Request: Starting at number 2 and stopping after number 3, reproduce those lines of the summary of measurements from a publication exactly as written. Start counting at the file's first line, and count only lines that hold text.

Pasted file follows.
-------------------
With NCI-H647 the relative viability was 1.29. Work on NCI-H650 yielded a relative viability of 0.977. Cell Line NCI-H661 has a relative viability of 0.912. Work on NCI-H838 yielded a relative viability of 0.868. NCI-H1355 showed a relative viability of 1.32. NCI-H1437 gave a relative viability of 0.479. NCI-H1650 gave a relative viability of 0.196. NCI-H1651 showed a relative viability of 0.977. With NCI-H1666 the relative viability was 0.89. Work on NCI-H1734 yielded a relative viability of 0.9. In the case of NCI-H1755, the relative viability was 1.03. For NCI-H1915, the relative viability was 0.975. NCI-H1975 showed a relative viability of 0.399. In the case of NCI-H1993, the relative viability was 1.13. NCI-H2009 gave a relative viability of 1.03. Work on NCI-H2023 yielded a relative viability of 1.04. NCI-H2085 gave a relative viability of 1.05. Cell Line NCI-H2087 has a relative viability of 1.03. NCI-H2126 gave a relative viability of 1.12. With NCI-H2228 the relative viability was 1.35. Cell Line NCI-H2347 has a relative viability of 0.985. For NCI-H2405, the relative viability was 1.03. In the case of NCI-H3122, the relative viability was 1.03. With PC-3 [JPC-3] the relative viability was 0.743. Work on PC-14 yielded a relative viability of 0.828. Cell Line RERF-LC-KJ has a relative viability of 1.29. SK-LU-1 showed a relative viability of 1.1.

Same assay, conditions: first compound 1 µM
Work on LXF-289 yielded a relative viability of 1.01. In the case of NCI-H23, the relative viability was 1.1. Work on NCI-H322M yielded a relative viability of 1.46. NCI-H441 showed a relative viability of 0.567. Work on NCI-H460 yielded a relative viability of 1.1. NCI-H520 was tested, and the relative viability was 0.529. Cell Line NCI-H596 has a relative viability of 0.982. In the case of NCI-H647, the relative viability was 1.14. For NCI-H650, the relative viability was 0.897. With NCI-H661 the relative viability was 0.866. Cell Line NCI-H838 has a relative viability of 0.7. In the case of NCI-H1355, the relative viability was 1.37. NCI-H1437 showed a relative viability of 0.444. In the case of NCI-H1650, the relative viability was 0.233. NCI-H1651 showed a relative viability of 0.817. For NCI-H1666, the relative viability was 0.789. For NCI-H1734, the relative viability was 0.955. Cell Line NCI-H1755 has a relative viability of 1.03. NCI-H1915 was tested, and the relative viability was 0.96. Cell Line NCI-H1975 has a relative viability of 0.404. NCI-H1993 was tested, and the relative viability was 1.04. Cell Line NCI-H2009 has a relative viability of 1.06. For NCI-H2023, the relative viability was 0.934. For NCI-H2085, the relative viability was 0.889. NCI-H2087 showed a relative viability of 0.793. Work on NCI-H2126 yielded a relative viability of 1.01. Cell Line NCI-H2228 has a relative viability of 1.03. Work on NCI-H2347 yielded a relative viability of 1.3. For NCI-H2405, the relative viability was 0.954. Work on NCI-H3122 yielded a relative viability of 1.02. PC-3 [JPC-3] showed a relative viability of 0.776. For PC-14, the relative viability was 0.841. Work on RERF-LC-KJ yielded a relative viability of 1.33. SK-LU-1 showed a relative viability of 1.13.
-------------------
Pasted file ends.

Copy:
Same assay, conditions: first compound 1 µM
Work on LXF-289 yielded a relative viability of 1.01. In the case of NCI-H23, the relative viability was 1.1. Work on NCI-H322M yielded a relative viability of 1.46. NCI-H441 showed a relative viability of 0.567. Work on NCI-H460 yielded a relative viability of 1.1. NCI-H520 was tested, and the relative viability was 0.529. Cell Line NCI-H596 has a relative viability of 0.982. In the case of NCI-H647, the relative viability was 1.14. For NCI-H650, the relative viability was 0.897. With NCI-H661 the relative viability was 0.866. Cell Line NCI-H838 has a relative viability of 0.7. In the case of NCI-H1355, the relative viability was 1.37. NCI-H1437 showed a relative viability of 0.444. In the case of NCI-H1650, the relative viability was 0.233. NCI-H1651 showed a relative viability of 0.817. For NCI-H1666, the relative viability was 0.789. For NCI-H1734, the relative viability was 0.955. Cell Line NCI-H1755 has a relative viability of 1.03. NCI-H1915 was tested, and the relative viability was 0.96. Cell Line NCI-H1975 has a relative viability of 0.404. NCI-H1993 was tested, and the relative viability was 1.04. Cell Line NCI-H2009 has a relative viability of 1.06. For NCI-H2023, the relative viability was 0.934. For NCI-H2085, the relative viability was 0.889. NCI-H2087 showed a relative viability of 0.793. Work on NCI-H2126 yielded a relative viability of 1.01. Cell Line NCI-H2228 has a relative viability of 1.03. Work on NCI-H2347 yielded a relative viability of 1.3. For NCI-H2405, the relative viability was 0.954. Work on NCI-H3122 yielded a relative viability of 1.02. PC-3 [JPC-3] showed a relative viability of 0.776. For PC-14, the relative viability was 0.841. Work on RERF-LC-KJ yielded a relative viability of 1.33. SK-LU-1 showed a relative viability of 1.13.